Most of the time, before I could recompose, I already made a fatal mistake.

The Comfort Crisis

I realize I’m not alone in this. In a world that always gets more comfortable for most, doing something hard is sometimes seen as unnecessary. Chess is a good training ground to get comfortable with discomfort.

Every game features a position you haven’t seen before. And in every game, we make mistakes. Perfection is impossible, even for Magnus Carlsen. The problem is that if you only do what is comfortable in training, you won’t be prepared for the inevitable new positions that arise during a game.

Repeat that after me: I can’t escape from discomfort during games. I will be out of my prep at some point. I will face difficult positions. And I will make mistakes.

The best way is to fully accept it and prepare yourself for discomfort. This is easiest (pun intended) done by doing hard things in training.

Training Hard Makes You Happier

Hard stuff leads to better results. Nothing new under the sun. What was new for me, and might be for many readers as well, is that doing hard stuff might help you recharge better than doing easy things.

Cal Newport writes in Digital Minimalism (yup, I love this book):

“Expending more energy in your leisure, Bennett tells us, can end up energizing you more.” and “… if you instead rouse the motivation to spend that same time actually doing something – even if it’s hard – you’ll likely end the night feeling better.”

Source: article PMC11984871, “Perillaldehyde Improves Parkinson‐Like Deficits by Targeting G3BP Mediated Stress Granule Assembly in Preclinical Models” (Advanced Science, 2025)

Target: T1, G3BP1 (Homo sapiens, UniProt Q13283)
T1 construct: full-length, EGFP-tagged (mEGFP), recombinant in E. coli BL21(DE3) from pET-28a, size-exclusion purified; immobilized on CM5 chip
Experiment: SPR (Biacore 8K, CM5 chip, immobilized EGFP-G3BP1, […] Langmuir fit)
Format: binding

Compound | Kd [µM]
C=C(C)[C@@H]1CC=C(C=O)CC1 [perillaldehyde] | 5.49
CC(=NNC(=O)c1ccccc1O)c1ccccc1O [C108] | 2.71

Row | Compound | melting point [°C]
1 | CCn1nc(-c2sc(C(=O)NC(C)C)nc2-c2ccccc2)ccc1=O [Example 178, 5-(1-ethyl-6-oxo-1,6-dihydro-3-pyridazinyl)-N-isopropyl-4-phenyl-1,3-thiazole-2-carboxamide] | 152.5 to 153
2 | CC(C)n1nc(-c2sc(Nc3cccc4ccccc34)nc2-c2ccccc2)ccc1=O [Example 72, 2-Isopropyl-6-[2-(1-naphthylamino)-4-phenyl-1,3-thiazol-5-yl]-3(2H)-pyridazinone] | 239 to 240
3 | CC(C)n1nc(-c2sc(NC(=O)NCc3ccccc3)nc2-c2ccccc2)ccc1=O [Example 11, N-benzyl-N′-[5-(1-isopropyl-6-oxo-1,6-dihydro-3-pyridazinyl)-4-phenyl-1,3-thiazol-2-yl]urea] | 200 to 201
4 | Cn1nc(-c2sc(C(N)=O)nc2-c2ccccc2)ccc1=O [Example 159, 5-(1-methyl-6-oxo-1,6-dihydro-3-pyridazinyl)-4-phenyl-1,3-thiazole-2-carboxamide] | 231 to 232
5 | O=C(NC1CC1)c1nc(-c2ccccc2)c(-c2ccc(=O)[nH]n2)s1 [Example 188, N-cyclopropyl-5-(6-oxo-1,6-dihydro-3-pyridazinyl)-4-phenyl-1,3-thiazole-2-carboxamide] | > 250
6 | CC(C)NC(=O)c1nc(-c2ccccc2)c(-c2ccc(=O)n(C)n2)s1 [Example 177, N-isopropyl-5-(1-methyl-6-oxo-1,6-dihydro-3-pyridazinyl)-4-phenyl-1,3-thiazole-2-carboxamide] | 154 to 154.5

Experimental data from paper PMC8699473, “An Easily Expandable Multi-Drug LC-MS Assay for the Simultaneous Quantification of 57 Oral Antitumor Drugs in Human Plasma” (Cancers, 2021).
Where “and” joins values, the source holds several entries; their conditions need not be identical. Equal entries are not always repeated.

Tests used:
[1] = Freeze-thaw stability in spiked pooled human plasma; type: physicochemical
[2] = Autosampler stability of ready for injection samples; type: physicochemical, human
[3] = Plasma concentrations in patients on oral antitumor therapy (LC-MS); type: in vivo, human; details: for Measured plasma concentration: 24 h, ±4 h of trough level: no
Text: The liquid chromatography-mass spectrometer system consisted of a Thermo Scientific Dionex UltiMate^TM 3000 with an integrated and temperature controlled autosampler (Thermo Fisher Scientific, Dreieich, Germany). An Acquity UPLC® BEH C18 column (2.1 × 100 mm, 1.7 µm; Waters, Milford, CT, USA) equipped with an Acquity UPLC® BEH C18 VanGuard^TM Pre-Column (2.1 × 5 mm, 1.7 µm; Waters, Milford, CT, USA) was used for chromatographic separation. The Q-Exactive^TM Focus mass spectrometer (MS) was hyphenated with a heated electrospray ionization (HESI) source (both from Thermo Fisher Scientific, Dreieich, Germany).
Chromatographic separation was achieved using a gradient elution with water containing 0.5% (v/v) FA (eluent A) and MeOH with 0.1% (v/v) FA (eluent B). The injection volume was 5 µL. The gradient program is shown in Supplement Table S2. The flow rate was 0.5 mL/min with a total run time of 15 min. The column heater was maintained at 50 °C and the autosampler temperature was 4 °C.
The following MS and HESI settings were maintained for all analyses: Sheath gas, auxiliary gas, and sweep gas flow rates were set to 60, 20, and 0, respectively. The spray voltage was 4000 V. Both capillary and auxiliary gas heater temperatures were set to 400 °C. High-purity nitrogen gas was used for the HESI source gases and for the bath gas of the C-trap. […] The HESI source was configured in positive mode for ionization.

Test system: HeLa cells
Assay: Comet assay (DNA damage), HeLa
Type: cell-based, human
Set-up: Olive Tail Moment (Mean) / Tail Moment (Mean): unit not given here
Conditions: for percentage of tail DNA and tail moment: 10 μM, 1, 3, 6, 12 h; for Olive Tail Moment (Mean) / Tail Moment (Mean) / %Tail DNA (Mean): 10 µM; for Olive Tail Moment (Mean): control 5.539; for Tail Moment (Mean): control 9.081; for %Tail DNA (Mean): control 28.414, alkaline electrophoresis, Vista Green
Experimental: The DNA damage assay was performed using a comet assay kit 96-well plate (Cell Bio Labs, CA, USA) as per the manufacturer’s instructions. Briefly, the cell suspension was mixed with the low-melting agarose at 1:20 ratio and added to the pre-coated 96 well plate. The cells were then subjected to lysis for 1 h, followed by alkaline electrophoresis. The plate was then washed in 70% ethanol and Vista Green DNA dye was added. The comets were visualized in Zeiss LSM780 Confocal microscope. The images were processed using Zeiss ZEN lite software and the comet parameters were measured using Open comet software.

There it is. Getting your ass off the couch and doing something demanding can make you feel better.

Thinking about my own leisure activities, I definitely agree with this. If I lie on the couch for too long, I end up feeling tired and sad about my ‘wasted’ time. I have the same feeling after a silly blitz marathon, which only ever ends in losing rating points and wishing I could erase the past 2 hours entirely.

Instead, if I force myself to go work out at the gym, I come back home feeling energized and proud of myself.

Don’t get me wrong. I hate every second of it. You don’t need to love to solve difficult puzzles. You just need to get yourself to do them.

Do Something Hard, Now

Enough explaining. I hope the above was convincing enough. But just reading it doesn’t suffice. Knowing isn’t doing. The only thing that works is action.

Today, I challenge you to:

  • Do something hard now
  • Plan something hard for tomorrow
  • Plan something hard for after-tomorrow

If you are doing the Chess Detox, get creative and do another activity that is hard. The beauty is that doing hard things in one area of life will have a ripple effect on all other parts of your life. Some ideas: